Challenger Peak & Kit Carson Peak
14,081 feet, 4269 meter and 14,165 feet 4317 meter
The Sangre de Cristo mountains are known for being rugged and tough
to get to. But in my experience they are also known for rain! On August
6 and 7, Patrick, my regular climbing partner, and I took on Challenger
Peak and Kit Carson Peak. In summary, this was one of the most scenic
climbs I have been on in Colorado - a definite thumbs up!
We left Patrick's home in Colorado Springs and spent three hours getting to the small town of Creston on the west side of the Sangre de Cristo range. It was a beautiful weekend with blue skies and the occasional white fluffy cloud. We found the trailhead to Willow Lake at the end of a 2 mile dirt road. The parking lot was crowded this summer afternoon. Our plan was to camp at Willow Lake then get an early start, bag both peaks and return to the Springs late Monday night.
The trail starts off smooth through an incredible pine forest. Soon
the dark side of the trail emerges: switchbacks. Yes, 56 of them by one
report. Somewhere around number 27 the trail flattened out and we
were rewarded with a view of a football field size green marsh surrounded
by lush aspens. The only thing missing were the moose.
The trail soon continued the switchbacks until I lost count around 47
- I think I was dizzy! Somewhere between miles three and four, the rumble
of thunder began. Soon the dark clouds formed directly above and it
started to pelt us with marble sized hail. Patrick I huddled under a
narrow rock outcropping while donning our rain jackets. After 20 minutes
it passed leaving an inch of hail on the trail. We crested a small hill
and WIllow Lake appeared. More specifically, the waterfall into Willow
Lake appeared. The 100' of falling water reflected on the still lake
after the hail storm and painted a great view.
We scouted for a flat spot to camp on the north side of the lake bypassing the sites just bellow the lake. We found a nice one with easy access to the lake for fresh water, which we filtered. Given it was late Sunday night, there was only a father-son camping nearby with fishing on their agenda - they were not having a lot of luck with the fish. Patrick boiled some water with his JetBoil and we quickly ate our dinner and retired for the night anticipating a nice rest after the hail filled afternoon. No sooner than we were in our bags about to doze off when the skies reopen with loud thunder, bright lightning and a torrential downpour. Honestly, I am not sure how long it lasted but long enough to create a soaked ground and slick rocks the next morning.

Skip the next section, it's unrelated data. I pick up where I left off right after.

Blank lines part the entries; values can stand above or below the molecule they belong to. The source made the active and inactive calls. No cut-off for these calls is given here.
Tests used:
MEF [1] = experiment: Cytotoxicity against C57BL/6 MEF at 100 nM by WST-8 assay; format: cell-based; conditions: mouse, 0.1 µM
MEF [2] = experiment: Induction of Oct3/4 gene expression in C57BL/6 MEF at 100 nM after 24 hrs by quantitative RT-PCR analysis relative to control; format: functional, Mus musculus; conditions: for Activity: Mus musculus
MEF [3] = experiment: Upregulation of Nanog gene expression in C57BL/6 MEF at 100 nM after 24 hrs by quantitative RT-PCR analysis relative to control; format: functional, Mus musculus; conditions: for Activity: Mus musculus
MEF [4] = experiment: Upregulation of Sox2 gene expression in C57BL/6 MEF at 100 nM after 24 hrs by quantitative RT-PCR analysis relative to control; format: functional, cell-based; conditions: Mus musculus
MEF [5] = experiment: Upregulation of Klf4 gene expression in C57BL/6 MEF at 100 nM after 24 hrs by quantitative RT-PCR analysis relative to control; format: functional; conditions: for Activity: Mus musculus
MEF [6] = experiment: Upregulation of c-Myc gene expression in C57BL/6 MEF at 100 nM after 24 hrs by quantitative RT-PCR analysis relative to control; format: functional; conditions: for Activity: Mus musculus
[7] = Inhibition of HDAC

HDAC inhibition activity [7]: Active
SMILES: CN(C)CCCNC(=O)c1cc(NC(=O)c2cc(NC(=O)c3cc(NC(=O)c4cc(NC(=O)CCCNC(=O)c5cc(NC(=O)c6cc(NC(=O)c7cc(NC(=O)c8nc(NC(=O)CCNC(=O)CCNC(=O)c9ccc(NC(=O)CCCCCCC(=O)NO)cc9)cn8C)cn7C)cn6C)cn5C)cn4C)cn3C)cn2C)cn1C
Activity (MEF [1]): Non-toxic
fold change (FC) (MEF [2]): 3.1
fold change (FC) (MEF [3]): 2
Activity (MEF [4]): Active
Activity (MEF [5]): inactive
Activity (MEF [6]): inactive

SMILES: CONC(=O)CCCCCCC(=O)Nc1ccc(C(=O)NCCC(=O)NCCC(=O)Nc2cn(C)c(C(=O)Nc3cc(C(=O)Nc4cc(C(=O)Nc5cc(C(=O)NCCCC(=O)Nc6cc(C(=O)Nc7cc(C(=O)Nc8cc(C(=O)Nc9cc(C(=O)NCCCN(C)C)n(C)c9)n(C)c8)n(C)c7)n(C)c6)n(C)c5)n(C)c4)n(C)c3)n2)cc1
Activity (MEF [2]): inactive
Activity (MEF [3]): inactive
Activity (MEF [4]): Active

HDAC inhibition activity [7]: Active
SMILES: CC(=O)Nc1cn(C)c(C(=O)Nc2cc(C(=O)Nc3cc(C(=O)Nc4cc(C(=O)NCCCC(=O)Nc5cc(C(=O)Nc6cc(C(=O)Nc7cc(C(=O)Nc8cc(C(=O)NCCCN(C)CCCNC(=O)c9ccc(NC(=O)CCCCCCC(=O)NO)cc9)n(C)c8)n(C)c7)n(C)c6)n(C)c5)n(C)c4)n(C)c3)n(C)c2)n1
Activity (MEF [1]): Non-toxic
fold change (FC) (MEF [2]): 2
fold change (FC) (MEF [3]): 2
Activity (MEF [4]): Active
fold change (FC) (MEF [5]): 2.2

We left camp around six for Challenger. The route is spectactular taking
us above Willow Lake and the waterfall. But the one mile slope to Challenger
looked steep and it was. The route starts with a gentle angle directly
towards the notch in the ridge with a well worn path. Soon it enters
into loose rock and then to large boulders before returning to loose
scree. All in all, a straight forward route rising about 2,000 feet.
Once on the ridge we followed the direct line to Challenger's summit.
This peak was renamed Challenger in 1987 after the space shuttle disaster and a nice plaque on the summit commemorates the event. We paused long enough to read the plaque and immediately descended 300' along the ridge to the saddle between Challenger and Kit Carson. Here we connected with the Kit Carson Avenue, a nice wide ramp covered with alpine grass. The avenue rises about 160' and turns sharply east - no stop sign - before descending 225'. After this roller coaster we were left with a 450' climb up a wide gully to the summit of Kit Carson.
Once again the route finding was straight forward with many choices
and too many carins marking favorite routes. We just took a direct line
and soon gained the ridge and then the summit. Once again we spent little
time on top, just enough to take a video and
some water before retracing our steps to Challenger and then to camp.
It took 3 hours to reach Challenger, another two for the round trip to
Kit Carson and then 2.5 back to camp for a total of 7.5 hours - not the
fastest but not the slowest. The biggest time sink involved the scree
below Challenger Peak.
Once back at Willow Lake we broke camp and returned to the car. Just as we approached the trailhead, the afternoon thunder boom show started up. Nice timing on our part!
This was a great climb. The camping was peaceful and relaxing even with the light show. The climb had enough variety to keep it interesting. The Kit Carson Avenue was an amazing sight and the summit views stunning. The views of Creston Peak and Crestone Needle were inspiring as were the views of the Blanca Group further south. I really liked this climb and would suggest to it anyone looking for something different than the normal 14er walkup. It can be done in one long day ~ 14 hours?~ but it would be a shame to rush this climb and miss a night by Willow Lake.